Fresh Start Programmes will be designed to address the problems underlying a young person’s offending and may include, for example, drug and alcohol rehab, outdoor and physical fitness training, literacy and numeracy teaching and work towards NCEA credits, teamwork exercises, and reinforcement of community values.

In all cases where a Fresh Start sentence is imposed, participation will be compulsory.

Graduates from Fresh Start Programmes will be expected to comply with Fresh Start contracts outlining the changes they have pledged to make in their lives.  They will work with mentors and social workers to ensure the changes are permanent.

These programmes will be run by specialist providers with a proven track record of getting troubled young people back on the straight and narrow. The Army may work with others to provide these programmes.   After all, they have a long and successful history of instilling values and discipline into young men and women.

Take, for example, the Limited Service Volunteers scheme (LSV) run at Burnham Army Base and aimed at long-term unemployed young people aged 17-25.  It works.  Seventy per cent of participants go on to full-time employment and demonstrate an improved respect for the laws and norms of society.  Despite this, Labour has hacked away at LSV, ideologically reducing the number of participants year after year.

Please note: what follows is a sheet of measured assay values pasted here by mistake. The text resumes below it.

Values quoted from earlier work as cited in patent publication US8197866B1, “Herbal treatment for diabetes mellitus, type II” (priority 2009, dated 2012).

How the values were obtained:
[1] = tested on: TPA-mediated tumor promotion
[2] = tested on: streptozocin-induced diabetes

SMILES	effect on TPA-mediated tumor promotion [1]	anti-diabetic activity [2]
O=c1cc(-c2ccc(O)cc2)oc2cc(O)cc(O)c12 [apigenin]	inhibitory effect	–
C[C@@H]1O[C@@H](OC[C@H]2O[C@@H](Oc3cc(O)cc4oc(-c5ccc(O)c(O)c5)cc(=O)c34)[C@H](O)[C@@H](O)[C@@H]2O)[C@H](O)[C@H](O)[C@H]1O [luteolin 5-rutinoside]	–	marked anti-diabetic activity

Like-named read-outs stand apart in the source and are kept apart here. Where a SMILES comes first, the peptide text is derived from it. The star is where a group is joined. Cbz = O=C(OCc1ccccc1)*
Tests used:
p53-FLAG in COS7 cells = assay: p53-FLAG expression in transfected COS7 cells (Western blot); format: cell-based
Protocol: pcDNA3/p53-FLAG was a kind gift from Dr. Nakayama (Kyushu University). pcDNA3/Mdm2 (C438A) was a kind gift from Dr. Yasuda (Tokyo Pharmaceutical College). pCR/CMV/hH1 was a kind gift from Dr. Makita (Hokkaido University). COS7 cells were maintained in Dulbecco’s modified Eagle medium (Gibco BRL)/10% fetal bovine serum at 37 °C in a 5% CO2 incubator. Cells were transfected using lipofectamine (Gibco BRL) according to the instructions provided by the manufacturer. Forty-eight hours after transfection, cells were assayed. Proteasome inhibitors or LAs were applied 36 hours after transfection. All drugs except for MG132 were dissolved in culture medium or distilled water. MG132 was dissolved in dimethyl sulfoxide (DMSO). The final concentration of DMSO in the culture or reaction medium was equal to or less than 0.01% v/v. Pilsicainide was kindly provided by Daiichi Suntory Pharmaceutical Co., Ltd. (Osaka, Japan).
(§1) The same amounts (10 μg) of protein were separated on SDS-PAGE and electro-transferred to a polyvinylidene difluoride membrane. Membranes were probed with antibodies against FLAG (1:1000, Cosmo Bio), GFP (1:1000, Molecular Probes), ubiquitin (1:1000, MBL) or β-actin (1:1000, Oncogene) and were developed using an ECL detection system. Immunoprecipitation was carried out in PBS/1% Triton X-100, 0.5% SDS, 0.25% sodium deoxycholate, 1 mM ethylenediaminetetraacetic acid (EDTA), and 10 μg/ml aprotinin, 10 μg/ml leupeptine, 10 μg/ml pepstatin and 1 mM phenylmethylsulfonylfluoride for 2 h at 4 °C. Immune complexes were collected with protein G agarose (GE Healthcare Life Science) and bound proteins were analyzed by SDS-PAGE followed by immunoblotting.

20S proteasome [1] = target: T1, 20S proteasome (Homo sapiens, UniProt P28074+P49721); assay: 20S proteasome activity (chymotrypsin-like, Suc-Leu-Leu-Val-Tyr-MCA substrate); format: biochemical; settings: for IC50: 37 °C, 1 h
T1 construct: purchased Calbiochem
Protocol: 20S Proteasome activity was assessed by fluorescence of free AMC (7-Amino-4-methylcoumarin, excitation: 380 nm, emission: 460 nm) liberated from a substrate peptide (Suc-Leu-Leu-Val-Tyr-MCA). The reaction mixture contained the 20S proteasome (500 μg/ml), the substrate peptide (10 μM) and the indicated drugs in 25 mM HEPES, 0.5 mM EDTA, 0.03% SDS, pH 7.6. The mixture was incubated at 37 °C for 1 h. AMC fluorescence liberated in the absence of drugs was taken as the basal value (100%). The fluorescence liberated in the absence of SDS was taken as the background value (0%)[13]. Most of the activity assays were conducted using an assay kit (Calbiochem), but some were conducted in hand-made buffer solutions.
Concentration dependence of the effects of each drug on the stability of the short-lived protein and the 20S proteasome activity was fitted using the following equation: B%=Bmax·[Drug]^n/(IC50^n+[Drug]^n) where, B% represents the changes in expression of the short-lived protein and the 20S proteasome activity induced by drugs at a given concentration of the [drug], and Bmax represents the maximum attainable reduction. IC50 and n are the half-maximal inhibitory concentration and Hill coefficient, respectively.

In 2002, a Ministerial Taskforce on Youth Offending recommended that the Army could run programmes for young offenders at army bases.  That recommendation was ignored by Labour.  National won’t be so blind.

I want to make one thing clear, however.  Fresh Start Programmes are not going to be some sort of short-term camp run by a tyrannical sergeant-major, which attempts to scare kids straight. What I’m talking about is a much more modern approach that tackles the underlying causes of criminal offending.  I want to take the effective elements of army-type training and combine them with the most advanced expertise in youth offending and rehabilitation that New Zealand has to offer.

Providers like Graeme Dingle’s Foundation for Youth Development have the expertise to develop these programmes.   National will back them and others like them to get to work on dismantling some of New Zealand’s ticking time-bombs.

Finally, we think the Youth Court needs better teeth for following up serious youth offenders when they are released back into the community.

I’m sick of hearing about serious young offenders who receive community-based sentences but who fail to comply with the requirements of those sentences.